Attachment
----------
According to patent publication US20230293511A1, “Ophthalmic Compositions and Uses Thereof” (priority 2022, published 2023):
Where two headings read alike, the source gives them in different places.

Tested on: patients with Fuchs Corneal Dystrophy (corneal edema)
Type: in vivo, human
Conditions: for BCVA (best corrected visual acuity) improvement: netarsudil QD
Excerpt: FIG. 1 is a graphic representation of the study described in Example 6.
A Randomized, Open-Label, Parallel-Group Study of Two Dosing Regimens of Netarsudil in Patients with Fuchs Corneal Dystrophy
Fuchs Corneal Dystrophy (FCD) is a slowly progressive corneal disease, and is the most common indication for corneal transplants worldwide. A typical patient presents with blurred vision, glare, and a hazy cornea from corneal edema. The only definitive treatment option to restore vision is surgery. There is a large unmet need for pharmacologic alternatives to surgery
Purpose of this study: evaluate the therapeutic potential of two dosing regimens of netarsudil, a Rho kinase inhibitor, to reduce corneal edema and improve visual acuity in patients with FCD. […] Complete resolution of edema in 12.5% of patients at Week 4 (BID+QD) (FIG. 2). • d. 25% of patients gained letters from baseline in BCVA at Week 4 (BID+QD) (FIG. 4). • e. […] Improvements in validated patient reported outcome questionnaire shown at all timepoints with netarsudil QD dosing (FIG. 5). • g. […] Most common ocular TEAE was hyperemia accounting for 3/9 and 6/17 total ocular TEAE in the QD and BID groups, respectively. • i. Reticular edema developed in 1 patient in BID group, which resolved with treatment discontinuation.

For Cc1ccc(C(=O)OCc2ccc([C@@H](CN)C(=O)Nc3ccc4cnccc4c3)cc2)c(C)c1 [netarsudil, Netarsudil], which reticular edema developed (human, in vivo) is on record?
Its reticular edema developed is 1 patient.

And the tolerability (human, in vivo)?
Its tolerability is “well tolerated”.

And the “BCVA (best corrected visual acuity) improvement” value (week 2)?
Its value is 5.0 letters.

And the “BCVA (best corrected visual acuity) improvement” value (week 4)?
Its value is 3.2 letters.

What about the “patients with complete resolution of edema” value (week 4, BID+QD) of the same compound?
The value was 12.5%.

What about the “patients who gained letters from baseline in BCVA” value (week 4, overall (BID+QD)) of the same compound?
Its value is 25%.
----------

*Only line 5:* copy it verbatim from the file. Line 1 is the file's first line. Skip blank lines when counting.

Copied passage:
Conditions: for BCVA (best corrected visual acuity) improvement: netarsudil QD